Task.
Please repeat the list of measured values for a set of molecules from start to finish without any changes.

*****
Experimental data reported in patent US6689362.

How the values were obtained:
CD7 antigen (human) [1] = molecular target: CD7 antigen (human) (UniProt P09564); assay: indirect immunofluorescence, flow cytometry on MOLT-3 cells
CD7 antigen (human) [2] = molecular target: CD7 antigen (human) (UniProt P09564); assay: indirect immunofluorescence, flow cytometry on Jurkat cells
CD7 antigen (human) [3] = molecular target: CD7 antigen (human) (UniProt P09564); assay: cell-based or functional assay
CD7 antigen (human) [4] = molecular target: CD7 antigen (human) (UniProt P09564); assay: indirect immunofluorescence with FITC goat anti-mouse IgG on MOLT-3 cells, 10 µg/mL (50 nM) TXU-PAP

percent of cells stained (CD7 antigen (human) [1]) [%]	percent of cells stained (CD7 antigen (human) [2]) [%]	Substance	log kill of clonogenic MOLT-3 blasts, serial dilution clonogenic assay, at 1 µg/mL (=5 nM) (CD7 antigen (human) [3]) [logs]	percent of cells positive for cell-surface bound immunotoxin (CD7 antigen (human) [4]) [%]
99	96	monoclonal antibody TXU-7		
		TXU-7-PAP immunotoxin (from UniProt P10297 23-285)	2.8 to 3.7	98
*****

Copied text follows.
Experimental data reported in patent US6689362.

How the values were obtained:
CD7 antigen (human) [1] = molecular target: CD7 antigen (human) (UniProt P09564); assay: indirect immunofluorescence, flow cytometry on MOLT-3 cells
CD7 antigen (human) [2] = molecular target: CD7 antigen (human) (UniProt P09564); assay: indirect immunofluorescence, flow cytometry on Jurkat cells
CD7 antigen (human) [3] = molecular target: CD7 antigen (human) (UniProt P09564); assay: cell-based or functional assay
CD7 antigen (human) [4] = molecular target: CD7 antigen (human) (UniProt P09564); assay: indirect immunofluorescence with FITC goat anti-mouse IgG on MOLT-3 cells, 10 µg/mL (50 nM) TXU-PAP

percent of cells stained (CD7 antigen (human) [1]) [%]	percent of cells stained (CD7 antigen (human) [2]) [%]	Substance	log kill of clonogenic MOLT-3 blasts, serial dilution clonogenic assay, at 1 µg/mL (=5 nM) (CD7 antigen (human) [3]) [logs]	percent of cells positive for cell-surface bound immunotoxin (CD7 antigen (human) [4]) [%]
99	96	monoclonal antibody TXU-7		
		TXU-7-PAP immunotoxin (from UniProt P10297 23-285)	2.8 to 3.7	98